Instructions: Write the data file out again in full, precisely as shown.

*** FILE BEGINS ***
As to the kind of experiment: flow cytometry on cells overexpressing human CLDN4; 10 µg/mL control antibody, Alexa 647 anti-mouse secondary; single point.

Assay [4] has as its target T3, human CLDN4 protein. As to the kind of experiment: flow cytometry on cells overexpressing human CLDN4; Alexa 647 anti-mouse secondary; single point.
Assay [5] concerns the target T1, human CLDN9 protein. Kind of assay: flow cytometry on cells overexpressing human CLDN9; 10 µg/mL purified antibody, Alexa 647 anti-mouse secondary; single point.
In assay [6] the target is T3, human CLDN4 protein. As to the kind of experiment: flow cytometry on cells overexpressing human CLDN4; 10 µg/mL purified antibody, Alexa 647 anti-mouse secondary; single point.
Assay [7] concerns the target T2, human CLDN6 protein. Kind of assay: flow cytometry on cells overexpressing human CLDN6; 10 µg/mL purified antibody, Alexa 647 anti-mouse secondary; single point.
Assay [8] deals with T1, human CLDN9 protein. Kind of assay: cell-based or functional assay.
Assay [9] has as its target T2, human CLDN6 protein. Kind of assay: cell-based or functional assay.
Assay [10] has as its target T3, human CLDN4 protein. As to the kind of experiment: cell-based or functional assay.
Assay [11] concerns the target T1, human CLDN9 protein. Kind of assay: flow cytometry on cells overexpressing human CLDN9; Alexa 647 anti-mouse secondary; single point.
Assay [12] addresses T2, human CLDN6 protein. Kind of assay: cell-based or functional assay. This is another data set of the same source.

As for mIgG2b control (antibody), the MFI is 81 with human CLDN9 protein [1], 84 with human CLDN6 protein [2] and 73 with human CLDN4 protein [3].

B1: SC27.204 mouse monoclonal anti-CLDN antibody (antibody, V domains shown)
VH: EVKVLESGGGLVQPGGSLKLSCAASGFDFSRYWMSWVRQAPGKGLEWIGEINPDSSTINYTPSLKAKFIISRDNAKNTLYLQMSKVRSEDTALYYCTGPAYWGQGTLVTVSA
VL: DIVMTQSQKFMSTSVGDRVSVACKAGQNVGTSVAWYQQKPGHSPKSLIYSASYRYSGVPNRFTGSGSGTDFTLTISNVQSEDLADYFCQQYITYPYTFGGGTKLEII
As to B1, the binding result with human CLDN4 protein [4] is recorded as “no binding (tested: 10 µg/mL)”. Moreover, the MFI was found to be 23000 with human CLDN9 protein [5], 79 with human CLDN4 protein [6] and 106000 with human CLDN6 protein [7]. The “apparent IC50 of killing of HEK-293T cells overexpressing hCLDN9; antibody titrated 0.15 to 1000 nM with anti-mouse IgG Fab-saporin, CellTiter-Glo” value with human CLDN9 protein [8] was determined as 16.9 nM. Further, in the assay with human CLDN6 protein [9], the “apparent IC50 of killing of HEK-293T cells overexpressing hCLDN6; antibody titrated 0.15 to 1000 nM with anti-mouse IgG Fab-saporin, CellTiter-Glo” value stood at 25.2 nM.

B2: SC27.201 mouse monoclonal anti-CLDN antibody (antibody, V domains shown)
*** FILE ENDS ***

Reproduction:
As to the kind of experiment: flow cytometry on cells overexpressing human CLDN4; 10 µg/mL control antibody, Alexa 647 anti-mouse secondary; single point.

Assay [4] has as its target T3, human CLDN4 protein. As to the kind of experiment: flow cytometry on cells overexpressing human CLDN4; Alexa 647 anti-mouse secondary; single point.
Assay [5] concerns the target T1, human CLDN9 protein. Kind of assay: flow cytometry on cells overexpressing human CLDN9; 10 µg/mL purified antibody, Alexa 647 anti-mouse secondary; single point.
In assay [6] the target is T3, human CLDN4 protein. As to the kind of experiment: flow cytometry on cells overexpressing human CLDN4; 10 µg/mL purified antibody, Alexa 647 anti-mouse secondary; single point.
Assay [7] concerns the target T2, human CLDN6 protein. Kind of assay: flow cytometry on cells overexpressing human CLDN6; 10 µg/mL purified antibody, Alexa 647 anti-mouse secondary; single point.
Assay [8] deals with T1, human CLDN9 protein. Kind of assay: cell-based or functional assay.
Assay [9] has as its target T2, human CLDN6 protein. Kind of assay: cell-based or functional assay.
Assay [10] has as its target T3, human CLDN4 protein. As to the kind of experiment: cell-based or functional assay.
Assay [11] concerns the target T1, human CLDN9 protein. Kind of assay: flow cytometry on cells overexpressing human CLDN9; Alexa 647 anti-mouse secondary; single point.
Assay [12] addresses T2, human CLDN6 protein. Kind of assay: cell-based or functional assay. This is another data set of the same source.

As for mIgG2b control (antibody), the MFI is 81 with human CLDN9 protein [1], 84 with human CLDN6 protein [2] and 73 with human CLDN4 protein [3].

B1: SC27.204 mouse monoclonal anti-CLDN antibody (antibody, V domains shown)
VH: EVKVLESGGGLVQPGGSLKLSCAASGFDFSRYWMSWVRQAPGKGLEWIGEINPDSSTINYTPSLKAKFIISRDNAKNTLYLQMSKVRSEDTALYYCTGPAYWGQGTLVTVSA
VL: DIVMTQSQKFMSTSVGDRVSVACKAGQNVGTSVAWYQQKPGHSPKSLIYSASYRYSGVPNRFTGSGSGTDFTLTISNVQSEDLADYFCQQYITYPYTFGGGTKLEII
As to B1, the binding result with human CLDN4 protein [4] is recorded as “no binding (tested: 10 µg/mL)”. Moreover, the MFI was found to be 23000 with human CLDN9 protein [5], 79 with human CLDN4 protein [6] and 106000 with human CLDN6 protein [7]. The “apparent IC50 of killing of HEK-293T cells overexpressing hCLDN9; antibody titrated 0.15 to 1000 nM with anti-mouse IgG Fab-saporin, CellTiter-Glo” value with human CLDN9 protein [8] was determined as 16.9 nM. Further, in the assay with human CLDN6 protein [9], the “apparent IC50 of killing of HEK-293T cells overexpressing hCLDN6; antibody titrated 0.15 to 1000 nM with anti-mouse IgG Fab-saporin, CellTiter-Glo” value stood at 25.2 nM.

B2: SC27.201 mouse monoclonal anti-CLDN antibody (antibody, V domains shown)